The Rio Grande is disappearing. Demand for water is growing as snow packs shrink, rain patterns shift and average temperatures rise faster than they ever have in the past 11,000 years.Read more
One week and 37 years ago, an expedition of undergraduates from Dartmouth College passed the campsite we are using tonight.
Dan Reicher was the biologist on that expedition. He brought along a copy of his journal from the 1977 expedition to share with us as he revisits the river. Rob Portman was a liaison with locals and went on to become the U.S. Senator for Ohio. He could not make this trip because of his work campaigning for his fellow Republicans. But he called in via a satellite phone so he could be part of the trip.
For the most part, the diary entries and stories told by Portman do not seem dated. There was trouble with the rapids in Mariscal Canyon and the supply canoe flipped. Some tourists from Kentucky told Reicher to not rush into marriage unless he was done with such adventures. There was concern about safety along the border.
But overall, there is less water to float boats and the border itself has changed. The ferry to the town of Santa Elena is gone and the city has all but disappeared, it has been on the banks of the Rio Grande for 300 years. That’s where Reicher met the advice-giving tourists. The border was closed after the terrorist attacks of Sept. 11. Residents were cut off from the income stream from tourists and from the stores of Big Bend National Park, which were the only local place to buy necessities.
Portman said the trip made him sort of fall in love with the Rio Grande and especially the border. He wrote his senior paper about the region and came back to work as a ranch hand. He later returned to the same ranch to spend his honeymoon on the Rio Grande and then later brought his children. The kayak he used on the expedition hangs in his office.
“I always tell the story that no one would be crazy enough to do it again,” he said. “I’m glad to be talking to someone who is.”
When the issue of the border wall comes up, especially in remote areas like where we are now, Portman points out it would not work.
“People say we need a wall across the border,” he said. “I do believe in control of the border, but having a wall does not make sense to me. It would create a lot of hardship in a lot of communities.”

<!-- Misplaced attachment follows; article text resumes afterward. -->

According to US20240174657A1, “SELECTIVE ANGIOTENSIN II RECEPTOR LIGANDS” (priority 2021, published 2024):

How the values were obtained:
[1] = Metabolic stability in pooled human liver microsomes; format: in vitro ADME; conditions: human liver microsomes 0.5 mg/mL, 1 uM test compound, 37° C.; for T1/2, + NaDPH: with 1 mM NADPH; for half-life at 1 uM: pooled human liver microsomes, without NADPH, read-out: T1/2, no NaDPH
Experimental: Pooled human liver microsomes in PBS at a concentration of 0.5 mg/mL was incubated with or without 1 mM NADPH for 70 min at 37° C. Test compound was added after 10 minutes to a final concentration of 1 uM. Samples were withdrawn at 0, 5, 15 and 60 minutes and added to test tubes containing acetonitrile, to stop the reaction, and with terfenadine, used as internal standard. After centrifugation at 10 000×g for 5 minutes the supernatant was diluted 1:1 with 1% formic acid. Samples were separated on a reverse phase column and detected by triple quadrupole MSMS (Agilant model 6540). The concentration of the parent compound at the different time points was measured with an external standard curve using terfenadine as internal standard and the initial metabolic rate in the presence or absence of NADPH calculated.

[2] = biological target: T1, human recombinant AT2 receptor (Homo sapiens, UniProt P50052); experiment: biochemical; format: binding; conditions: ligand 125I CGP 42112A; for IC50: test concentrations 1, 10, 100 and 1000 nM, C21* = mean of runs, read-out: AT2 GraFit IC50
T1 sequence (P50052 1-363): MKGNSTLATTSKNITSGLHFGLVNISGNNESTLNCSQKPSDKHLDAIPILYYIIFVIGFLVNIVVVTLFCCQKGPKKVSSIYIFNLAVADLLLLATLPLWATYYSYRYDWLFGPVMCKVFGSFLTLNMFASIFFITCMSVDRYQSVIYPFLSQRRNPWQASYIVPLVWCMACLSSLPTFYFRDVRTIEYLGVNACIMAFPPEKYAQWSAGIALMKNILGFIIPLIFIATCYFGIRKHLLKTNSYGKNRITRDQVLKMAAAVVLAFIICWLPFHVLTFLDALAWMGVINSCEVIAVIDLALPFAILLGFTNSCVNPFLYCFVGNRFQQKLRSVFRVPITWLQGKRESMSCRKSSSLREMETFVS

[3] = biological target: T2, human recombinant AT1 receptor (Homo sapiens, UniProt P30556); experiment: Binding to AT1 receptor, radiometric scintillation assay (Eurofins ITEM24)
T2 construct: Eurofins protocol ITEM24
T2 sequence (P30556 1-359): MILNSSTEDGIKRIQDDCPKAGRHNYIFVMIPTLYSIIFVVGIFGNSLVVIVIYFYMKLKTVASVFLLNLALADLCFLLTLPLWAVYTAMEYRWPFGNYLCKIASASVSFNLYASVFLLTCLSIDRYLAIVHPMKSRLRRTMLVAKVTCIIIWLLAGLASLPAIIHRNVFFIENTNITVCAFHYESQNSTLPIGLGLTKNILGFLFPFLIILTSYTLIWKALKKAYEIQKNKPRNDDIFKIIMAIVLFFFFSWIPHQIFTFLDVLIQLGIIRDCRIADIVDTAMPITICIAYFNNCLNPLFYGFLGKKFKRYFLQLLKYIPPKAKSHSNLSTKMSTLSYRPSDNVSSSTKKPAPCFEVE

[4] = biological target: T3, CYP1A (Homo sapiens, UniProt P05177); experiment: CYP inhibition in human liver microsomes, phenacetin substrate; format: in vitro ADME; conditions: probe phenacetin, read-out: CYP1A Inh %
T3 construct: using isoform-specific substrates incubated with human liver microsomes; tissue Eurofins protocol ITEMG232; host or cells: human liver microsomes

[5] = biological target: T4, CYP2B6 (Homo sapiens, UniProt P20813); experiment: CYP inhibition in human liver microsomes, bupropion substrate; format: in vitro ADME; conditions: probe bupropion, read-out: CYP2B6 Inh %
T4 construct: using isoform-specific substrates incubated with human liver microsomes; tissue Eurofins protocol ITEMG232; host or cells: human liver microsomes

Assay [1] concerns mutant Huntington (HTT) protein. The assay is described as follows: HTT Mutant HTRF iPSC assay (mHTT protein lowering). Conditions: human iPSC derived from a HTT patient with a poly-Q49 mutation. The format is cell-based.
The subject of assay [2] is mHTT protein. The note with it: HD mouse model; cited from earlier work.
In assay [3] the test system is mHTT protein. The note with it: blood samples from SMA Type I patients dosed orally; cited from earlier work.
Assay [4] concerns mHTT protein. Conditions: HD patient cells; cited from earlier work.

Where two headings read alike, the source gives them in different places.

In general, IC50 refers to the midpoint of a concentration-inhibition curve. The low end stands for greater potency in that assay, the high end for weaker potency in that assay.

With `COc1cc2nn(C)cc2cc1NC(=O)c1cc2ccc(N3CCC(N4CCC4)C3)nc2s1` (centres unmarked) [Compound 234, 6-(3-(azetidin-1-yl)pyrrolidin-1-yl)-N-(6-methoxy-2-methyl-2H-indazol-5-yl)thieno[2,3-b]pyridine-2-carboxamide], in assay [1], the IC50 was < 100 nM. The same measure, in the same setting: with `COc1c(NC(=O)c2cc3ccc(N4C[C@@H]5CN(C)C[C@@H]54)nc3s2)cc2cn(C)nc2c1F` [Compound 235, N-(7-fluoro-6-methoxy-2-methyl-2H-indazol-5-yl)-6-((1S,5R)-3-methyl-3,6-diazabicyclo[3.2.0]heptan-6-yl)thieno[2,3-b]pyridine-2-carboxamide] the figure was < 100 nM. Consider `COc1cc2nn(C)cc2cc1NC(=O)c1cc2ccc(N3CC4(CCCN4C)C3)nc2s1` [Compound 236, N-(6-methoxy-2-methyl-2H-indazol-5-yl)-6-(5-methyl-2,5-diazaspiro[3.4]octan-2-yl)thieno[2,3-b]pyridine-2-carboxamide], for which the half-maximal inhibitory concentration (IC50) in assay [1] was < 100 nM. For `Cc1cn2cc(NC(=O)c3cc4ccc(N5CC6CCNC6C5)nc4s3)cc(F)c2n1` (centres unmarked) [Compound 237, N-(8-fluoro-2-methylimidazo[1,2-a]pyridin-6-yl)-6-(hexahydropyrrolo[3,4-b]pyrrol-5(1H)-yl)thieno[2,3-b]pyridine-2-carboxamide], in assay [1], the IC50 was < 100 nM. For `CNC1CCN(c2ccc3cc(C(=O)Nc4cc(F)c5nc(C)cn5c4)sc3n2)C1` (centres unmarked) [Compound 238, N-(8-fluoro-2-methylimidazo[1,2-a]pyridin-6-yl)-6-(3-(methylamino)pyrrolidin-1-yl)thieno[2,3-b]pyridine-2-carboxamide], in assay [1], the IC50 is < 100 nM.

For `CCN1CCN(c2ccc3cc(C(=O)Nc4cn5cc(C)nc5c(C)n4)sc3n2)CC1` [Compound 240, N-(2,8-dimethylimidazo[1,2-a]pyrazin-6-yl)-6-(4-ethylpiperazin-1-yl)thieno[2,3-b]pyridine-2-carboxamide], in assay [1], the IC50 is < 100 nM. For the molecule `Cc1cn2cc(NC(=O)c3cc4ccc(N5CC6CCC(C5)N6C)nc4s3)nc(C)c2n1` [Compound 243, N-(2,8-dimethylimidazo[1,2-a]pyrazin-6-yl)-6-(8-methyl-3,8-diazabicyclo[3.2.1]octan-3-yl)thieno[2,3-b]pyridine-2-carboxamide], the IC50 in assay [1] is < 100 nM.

That comment brought a sigh of relief among the river guides and river advocates I’m traveling with. Then Portman made a very divisive comment.
“My first love is still canoeing,” he said.
The canoe may not have flipped if it had not been loaded down with the gear from those in the kayaks. It is hard to forget adventure like that on the Rio Grande.
Some things never change.
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As they travel, Colin and Erich are taking water samples for the following periodic water quality tests. In partnership with The Meadows Center for Water and the Environment’s Texas Stream Team Program at Texas State University, the results will be added to a public database it helps maintain for research and monitoring water quality.
While making his way to the Gulf of Mexico, Colin will be periodically activating a device that uses satellite technology to share his current location. Use this map to see where he traveled on this day.
|Check-In||Time of Check-In (CST)||Latitude||Longitude|
To report on and understand the haphazard irrigation system the Rio Grande has become and the changes it is going through, Colin decided the best approach would be to travel the length of the Rio Grande by foot and small boat.
He knew it would give him a unique perspective on a river that few understand. It did require many long days of moving slowly and camping on muddy riverbanks, but Colin likes that sort of thing.
The benefit was it provided access to people who wanted to share their stories and experiences with the Rio Grande. Via Facebook and chance encounters, Colin made instant friends who opened their homes. They provided help from loaning their trucks to their cell phone contact lists to help tell the story of the Rio Grande.
The trip would not have been possible without their help, along with the dedicated assistance of David Lozano, Jason Jones and Daniel Dibona, who drove thousands of miles to get people and boats in place.